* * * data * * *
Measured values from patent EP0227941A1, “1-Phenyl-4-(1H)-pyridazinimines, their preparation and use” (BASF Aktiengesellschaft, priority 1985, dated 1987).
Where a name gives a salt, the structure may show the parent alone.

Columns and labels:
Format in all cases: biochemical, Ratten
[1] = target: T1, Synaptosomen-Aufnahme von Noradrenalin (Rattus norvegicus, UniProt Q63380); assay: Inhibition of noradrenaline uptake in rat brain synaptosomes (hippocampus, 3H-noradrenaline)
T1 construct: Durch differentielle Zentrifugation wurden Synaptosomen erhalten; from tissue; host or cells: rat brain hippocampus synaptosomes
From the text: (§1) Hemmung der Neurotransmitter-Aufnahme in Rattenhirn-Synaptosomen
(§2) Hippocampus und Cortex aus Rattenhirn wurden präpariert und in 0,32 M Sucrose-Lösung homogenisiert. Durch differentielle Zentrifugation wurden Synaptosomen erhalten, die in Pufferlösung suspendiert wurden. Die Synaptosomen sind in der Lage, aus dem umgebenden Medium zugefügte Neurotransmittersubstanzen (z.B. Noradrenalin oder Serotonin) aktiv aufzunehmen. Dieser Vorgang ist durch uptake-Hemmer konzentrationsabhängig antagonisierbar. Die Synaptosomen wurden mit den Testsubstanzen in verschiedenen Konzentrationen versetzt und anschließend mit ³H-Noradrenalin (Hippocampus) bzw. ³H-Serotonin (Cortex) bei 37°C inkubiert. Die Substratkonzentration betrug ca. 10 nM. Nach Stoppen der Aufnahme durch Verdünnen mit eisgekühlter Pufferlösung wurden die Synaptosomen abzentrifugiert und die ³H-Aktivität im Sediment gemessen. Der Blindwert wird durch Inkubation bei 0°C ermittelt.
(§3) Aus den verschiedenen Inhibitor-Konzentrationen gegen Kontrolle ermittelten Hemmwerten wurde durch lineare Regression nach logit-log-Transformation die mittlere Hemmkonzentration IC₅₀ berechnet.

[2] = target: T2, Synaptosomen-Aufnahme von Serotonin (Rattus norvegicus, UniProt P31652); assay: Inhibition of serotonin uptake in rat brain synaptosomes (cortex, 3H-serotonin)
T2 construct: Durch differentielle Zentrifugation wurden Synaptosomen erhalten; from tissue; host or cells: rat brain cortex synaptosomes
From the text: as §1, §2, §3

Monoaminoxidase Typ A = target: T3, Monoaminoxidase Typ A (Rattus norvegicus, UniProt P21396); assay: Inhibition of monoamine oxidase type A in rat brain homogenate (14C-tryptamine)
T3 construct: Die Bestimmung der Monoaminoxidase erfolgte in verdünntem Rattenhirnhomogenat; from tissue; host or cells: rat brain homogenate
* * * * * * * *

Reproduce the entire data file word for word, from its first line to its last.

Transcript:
Measured values from patent EP0227941A1, “1-Phenyl-4-(1H)-pyridazinimines, their preparation and use” (BASF Aktiengesellschaft, priority 1985, dated 1987).
Where a name gives a salt, the structure may show the parent alone.

Columns and labels:
Format in all cases: biochemical, Ratten
[1] = target: T1, Synaptosomen-Aufnahme von Noradrenalin (Rattus norvegicus, UniProt Q63380); assay: Inhibition of noradrenaline uptake in rat brain synaptosomes (hippocampus, 3H-noradrenaline)
T1 construct: Durch differentielle Zentrifugation wurden Synaptosomen erhalten; from tissue; host or cells: rat brain hippocampus synaptosomes
From the text: (§1) Hemmung der Neurotransmitter-Aufnahme in Rattenhirn-Synaptosomen
(§2) Hippocampus und Cortex aus Rattenhirn wurden präpariert und in 0,32 M Sucrose-Lösung homogenisiert. Durch differentielle Zentrifugation wurden Synaptosomen erhalten, die in Pufferlösung suspendiert wurden. Die Synaptosomen sind in der Lage, aus dem umgebenden Medium zugefügte Neurotransmittersubstanzen (z.B. Noradrenalin oder Serotonin) aktiv aufzunehmen. Dieser Vorgang ist durch uptake-Hemmer konzentrationsabhängig antagonisierbar. Die Synaptosomen wurden mit den Testsubstanzen in verschiedenen Konzentrationen versetzt und anschließend mit ³H-Noradrenalin (Hippocampus) bzw. ³H-Serotonin (Cortex) bei 37°C inkubiert. Die Substratkonzentration betrug ca. 10 nM. Nach Stoppen der Aufnahme durch Verdünnen mit eisgekühlter Pufferlösung wurden die Synaptosomen abzentrifugiert und die ³H-Aktivität im Sediment gemessen. Der Blindwert wird durch Inkubation bei 0°C ermittelt.
(§3) Aus den verschiedenen Inhibitor-Konzentrationen gegen Kontrolle ermittelten Hemmwerten wurde durch lineare Regression nach logit-log-Transformation die mittlere Hemmkonzentration IC₅₀ berechnet.

[2] = target: T2, Synaptosomen-Aufnahme von Serotonin (Rattus norvegicus, UniProt P31652); assay: Inhibition of serotonin uptake in rat brain synaptosomes (cortex, 3H-serotonin)
T2 construct: Durch differentielle Zentrifugation wurden Synaptosomen erhalten; from tissue; host or cells: rat brain cortex synaptosomes
From the text: as §1, §2, §3

Monoaminoxidase Typ A = target: T3, Monoaminoxidase Typ A (Rattus norvegicus, UniProt P21396); assay: Inhibition of monoamine oxidase type A in rat brain homogenate (14C-tryptamine)
T3 construct: Die Bestimmung der Monoaminoxidase erfolgte in verdünntem Rattenhirnhomogenat; from tissue; host or cells: rat brain homogenate